Since the creation of the feature film, works of literature have been a popular go-to for movie directors. Why do you think filmmakers have been so drawn to literature for their film ideas? I think it stems back to an earlier time, before movies were created.
In the mid 1800s, books were a primary form of entertainment. That’s why when you read books by authors such as Charles Dickens or Jane Austen they are filled with great descriptions. They used words to paint a picture for the mind. It could not be created in any other way, but through the reader’s own imagination. They never knew that their ideas would one day be used for a visual form of entertainment.
In the early 1900s, when filmmakers began seeking ideas for their movies, many went straight to popular literature. One of the very first feature films created in the United States was an adaptation of Oliver Twist. Titles such as Gone with the Wind and The Wizard of Oz were some of the first movies ever shot in color.
Today, this is still a popular trend. So which is better . . . the book or the movie? This is a common question among people when a piece of literature is brought to the big screen. I say . . . why not both? I love reading a book just before the movie comes out. The popular novel The Hobbit by J. R. R. Tolkien is due to come out in movie theaters this December. The Harrisonville teen book club chose to read this book just a few months ago and we are anxiously awaiting the film’s release. Movies are not always an exact replica of the book. Directors do not always have the same vision as readers do, but comparing the two always makes me think beyond my original thought while reading the book. I am anxiously awaiting the discussions I am sure will take place after The Hobbit movie is released next month.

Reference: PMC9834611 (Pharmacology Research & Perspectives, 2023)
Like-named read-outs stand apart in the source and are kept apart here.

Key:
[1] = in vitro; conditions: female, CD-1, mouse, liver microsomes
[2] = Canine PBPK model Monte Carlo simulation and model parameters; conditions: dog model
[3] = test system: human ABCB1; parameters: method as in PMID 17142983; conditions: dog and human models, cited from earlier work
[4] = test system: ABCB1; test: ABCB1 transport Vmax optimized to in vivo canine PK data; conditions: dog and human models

When a movie comes out that is based on a popular book, try reading it first. See for yourself how fun it can be to see imagination come to life!
– Davette Dean, Library Assistant, Harrisonville Branch
Can you think of a movie that you think is better than the book it was inspired by? You can comment below.